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Lenovo IdeaTab Lynx review:

An Atom hybrid that blends into the background

Connections, performance, and battery life
The Lynx falls victim to the same problems as many other Atom tablets. It eschews full-size ports and connections in favor of micro versions, which are frankly not terribly useful for everyday consumers, who rarely have a Micro-USB-to-USB dongle with them, or a microSD card. You'll end up carrying around a pocket full of adapters and cables, which runs counter to the portable nature of a lightweight tablet. The keyboard dock adds a couple of full-size USB ports, but they are of the older 2.0 variety, not the faster USB 3.0 you'll find in an Intel Core i-series device.

The performance of all the Atom-powered Windows 8 tablets and hybrids we've tested has been similar, and surprisingly good for everyday use (at least for anyone who remembers how slow Atom-powered netbooks were). That's because so much of what we do on laptops and tablets these days is cloud-based, such as online video streaming, e-mail, and social media -- and also because Microsoft has done an excellent job making sure the Windows 8 UI and native apps run smoothly even with an Atom CPU. IE10 and Netflix are two examples of apps that look and work better than one might expect.

Sarah Tew/CNET

The big advantage these Atom tablets have over their more expensive Core i5/i7 cousins is in battery life. The low-power CPU is very efficient, and the Lynx ran for 7 hours and 32 minutes on our video playback battery drain test. That's using the internal tablet screen battery -- we're currently testing the system with the additional keyboard dock battery and will update this review when we have those results.

The Lenovo IdeaTab Lynx is a perfectly workable Atom-powered Windows 8 tablet, and has a better-than-average optional keyboard dock to form a quasi-clamshell package that works well as a laptop. But, starting at $649 for a plastic case and micro-style ports, it's hard not to either comparison shop down to Dell's Atom-powered Latitude 10, which starts at only $499, or slightly up to to Lenovo's own ThinkPad Tablet 2, which offers a great relative value starting at $30 more, and includes a full-size USB port, better construction and design, and dual front-and-back Webcams.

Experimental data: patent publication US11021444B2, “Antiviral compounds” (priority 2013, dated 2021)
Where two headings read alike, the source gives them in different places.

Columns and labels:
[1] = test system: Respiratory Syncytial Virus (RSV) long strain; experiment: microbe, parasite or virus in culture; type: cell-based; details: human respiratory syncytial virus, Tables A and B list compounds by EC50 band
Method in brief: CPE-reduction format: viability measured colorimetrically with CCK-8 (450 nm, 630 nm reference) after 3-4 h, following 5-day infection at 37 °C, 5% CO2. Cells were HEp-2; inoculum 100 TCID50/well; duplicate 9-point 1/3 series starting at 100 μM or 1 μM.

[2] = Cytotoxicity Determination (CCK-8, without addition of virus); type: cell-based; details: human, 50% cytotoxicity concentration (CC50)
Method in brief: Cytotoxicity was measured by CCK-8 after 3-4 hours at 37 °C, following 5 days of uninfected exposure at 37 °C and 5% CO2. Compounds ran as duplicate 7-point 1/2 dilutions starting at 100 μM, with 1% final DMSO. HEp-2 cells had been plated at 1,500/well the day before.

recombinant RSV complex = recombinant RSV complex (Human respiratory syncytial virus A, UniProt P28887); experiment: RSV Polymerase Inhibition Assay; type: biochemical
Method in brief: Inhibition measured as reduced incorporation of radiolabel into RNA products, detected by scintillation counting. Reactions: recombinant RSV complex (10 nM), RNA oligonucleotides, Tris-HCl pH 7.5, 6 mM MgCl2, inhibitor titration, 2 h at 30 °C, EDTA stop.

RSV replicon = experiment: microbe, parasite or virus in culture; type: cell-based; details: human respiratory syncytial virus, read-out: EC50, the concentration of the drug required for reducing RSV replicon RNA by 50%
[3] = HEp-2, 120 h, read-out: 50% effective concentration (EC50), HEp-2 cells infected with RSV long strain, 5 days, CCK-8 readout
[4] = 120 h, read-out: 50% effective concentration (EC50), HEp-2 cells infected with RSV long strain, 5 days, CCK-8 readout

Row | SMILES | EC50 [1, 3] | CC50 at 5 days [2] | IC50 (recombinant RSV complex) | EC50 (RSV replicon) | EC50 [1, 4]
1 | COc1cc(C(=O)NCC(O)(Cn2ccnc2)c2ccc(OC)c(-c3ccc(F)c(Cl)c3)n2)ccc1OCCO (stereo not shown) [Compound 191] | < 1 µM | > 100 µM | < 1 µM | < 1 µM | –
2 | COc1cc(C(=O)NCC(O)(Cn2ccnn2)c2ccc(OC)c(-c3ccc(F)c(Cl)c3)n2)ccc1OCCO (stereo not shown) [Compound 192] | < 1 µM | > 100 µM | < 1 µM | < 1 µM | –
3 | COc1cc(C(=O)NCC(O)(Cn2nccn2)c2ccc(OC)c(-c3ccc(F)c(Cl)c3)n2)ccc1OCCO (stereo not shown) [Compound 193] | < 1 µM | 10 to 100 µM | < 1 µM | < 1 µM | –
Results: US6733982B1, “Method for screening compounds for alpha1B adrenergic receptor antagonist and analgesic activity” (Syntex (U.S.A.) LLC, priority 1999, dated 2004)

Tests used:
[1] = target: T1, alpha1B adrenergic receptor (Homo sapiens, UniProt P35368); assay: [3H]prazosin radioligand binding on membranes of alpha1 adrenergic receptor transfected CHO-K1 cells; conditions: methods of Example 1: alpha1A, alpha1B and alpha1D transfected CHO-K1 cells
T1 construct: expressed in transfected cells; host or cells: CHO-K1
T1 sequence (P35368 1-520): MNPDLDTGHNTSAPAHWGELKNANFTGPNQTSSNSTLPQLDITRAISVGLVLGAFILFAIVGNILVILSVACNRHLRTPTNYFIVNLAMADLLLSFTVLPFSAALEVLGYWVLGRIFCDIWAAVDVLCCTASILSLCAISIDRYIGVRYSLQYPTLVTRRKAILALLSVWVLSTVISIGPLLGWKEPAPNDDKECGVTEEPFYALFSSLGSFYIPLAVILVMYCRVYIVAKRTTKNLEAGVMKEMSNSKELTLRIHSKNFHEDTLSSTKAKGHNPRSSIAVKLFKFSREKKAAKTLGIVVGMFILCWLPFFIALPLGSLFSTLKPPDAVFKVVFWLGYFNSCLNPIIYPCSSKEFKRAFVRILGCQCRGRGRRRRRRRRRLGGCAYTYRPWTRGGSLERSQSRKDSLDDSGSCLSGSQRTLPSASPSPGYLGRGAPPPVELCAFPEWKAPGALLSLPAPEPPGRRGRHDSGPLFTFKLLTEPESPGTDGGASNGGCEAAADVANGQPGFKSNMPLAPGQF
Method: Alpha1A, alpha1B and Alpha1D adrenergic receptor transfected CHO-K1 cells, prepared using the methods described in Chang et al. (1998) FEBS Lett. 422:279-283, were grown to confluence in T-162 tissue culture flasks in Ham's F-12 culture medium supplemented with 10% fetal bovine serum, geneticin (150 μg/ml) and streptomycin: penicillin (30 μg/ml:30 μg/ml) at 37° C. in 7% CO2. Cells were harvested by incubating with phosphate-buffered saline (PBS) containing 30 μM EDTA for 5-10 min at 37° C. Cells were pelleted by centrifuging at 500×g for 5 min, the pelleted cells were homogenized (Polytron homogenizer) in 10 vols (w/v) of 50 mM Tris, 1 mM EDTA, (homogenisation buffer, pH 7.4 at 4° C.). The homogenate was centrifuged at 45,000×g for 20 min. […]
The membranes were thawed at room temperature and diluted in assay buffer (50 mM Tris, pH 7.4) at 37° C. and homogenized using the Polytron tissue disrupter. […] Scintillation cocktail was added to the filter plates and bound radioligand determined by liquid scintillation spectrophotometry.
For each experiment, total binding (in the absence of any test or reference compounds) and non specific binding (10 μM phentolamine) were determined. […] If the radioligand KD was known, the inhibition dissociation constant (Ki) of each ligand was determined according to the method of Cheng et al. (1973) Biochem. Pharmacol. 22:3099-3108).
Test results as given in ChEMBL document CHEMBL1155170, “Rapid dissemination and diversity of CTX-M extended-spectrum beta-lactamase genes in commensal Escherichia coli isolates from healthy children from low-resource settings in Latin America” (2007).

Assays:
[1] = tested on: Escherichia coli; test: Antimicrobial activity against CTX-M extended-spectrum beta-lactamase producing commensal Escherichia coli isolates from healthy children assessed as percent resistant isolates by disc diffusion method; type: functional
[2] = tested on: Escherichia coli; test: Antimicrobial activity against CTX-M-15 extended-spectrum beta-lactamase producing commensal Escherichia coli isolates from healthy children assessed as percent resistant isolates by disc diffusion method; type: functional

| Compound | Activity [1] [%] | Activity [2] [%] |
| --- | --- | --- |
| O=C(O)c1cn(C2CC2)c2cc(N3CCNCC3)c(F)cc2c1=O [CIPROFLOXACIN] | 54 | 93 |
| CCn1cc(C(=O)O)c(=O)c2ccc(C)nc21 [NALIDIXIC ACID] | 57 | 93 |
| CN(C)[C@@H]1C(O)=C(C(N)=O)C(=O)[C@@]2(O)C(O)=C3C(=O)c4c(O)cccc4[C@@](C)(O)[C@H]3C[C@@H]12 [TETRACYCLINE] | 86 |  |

Unless I absolutely needed an 11-inch screen over a 10-inch one (and I can't imagine why I would), that extra $30 for the ThinkPad version represents a smart investment.

Multimedia multitasking test (in seconds)
(Shorter bars indicate better performance)

Adobe Photoshop CS5 image-processing test (in seconds)
(Shorter bars indicate better performance)

Apple iTunes encoding test (in seconds)
(Shorter bars indicate better performance)

Video playback battery drain test (in minutes)
(Longer bars indicate better performance)

Load test (average watts)

System configurations
Lenovo IdeaTab Lynx
Windows 8 (32-bit); 1.8GHz Intel Atom Z2760; 2GB DDR2 SDRAM 800MHz; 737MB (Total) Intel GMA; 64GB MMC SSD

Asus VivoTab Smart
Windows 8 (32-bit); 1.8GHz Intel Atom Z2760; 2GB DDR2 SDRAM 800MHz; 725MB (Total) Intel GMA; 64GB SSD

Lenovo ThinkPad Tablet 2
Windows 8 (32-bit); 1.8GHz Intel Atom Z2760; 2GB DDR2 SDRAM 800MHz; 737MB (Total) Intel GMA; 64GB MMC SSD

Dell Latitude 10
Windows 8 (32-bit); 1.8GHz Intel Atom Z2760; 2GB DDR2 SDRAM 800MHz; 747MB (Total) Intel GMA; 64GB MMC SSD

Acer Iconia W510P-1406
Windows 8 Pro (32-bit); 1.8GHz Intel Atom Z2760; 2GB DDR3 SDRAM 1,066MHz; 747MB (Total) Intel GMA; 64GB SEM64G SSD

Microsoft Surface Pro
Windows 8 Pro (64-bit); 1.7GHz IntelCore i5; 4GB DDR3 SDRAM 1,600MHz; 32MB (Sharedl) Intel HD 4000; 128GB Micron SSD

What you'll pay

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